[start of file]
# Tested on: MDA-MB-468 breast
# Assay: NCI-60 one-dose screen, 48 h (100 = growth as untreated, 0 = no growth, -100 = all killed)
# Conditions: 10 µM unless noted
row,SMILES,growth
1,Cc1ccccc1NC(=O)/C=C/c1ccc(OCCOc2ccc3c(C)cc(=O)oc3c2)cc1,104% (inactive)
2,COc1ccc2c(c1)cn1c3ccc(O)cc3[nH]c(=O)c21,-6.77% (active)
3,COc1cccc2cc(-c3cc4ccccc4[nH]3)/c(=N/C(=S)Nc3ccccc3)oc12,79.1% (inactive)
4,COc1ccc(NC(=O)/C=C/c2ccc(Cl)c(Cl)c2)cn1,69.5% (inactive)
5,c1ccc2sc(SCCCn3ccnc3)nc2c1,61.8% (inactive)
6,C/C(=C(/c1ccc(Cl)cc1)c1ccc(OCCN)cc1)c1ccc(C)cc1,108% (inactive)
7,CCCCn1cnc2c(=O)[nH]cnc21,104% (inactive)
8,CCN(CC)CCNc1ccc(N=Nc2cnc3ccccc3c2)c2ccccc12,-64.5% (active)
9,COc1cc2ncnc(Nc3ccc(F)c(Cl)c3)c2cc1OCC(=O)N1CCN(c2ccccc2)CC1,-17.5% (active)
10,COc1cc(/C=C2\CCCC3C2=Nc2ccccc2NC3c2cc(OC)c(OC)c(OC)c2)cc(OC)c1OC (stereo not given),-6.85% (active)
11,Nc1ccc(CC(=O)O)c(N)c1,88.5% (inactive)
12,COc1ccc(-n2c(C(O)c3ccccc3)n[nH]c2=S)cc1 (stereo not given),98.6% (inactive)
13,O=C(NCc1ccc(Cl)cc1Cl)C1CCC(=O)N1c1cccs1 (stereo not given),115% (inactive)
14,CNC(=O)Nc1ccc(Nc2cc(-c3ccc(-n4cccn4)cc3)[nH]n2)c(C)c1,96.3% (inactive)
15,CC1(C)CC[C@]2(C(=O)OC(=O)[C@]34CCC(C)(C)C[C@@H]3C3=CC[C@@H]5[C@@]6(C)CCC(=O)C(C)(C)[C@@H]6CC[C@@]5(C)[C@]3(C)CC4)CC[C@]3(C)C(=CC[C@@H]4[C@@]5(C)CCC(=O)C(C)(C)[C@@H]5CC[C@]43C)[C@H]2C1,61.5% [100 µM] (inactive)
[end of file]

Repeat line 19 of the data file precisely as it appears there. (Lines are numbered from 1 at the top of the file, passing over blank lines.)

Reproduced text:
15,CC1(C)CC[C@]2(C(=O)OC(=O)[C@]34CCC(C)(C)C[C@@H]3C3=CC[C@@H]5[C@@]6(C)CCC(=O)C(C)(C)[C@@H]6CC[C@@]5(C)[C@]3(C)CC4)CC[C@]3(C)C(=CC[C@@H]4[C@@]5(C)CCC(=O)C(C)(C)[C@@H]5CC[C@]43C)[C@H]2C1,61.5% [100 µM] (inactive)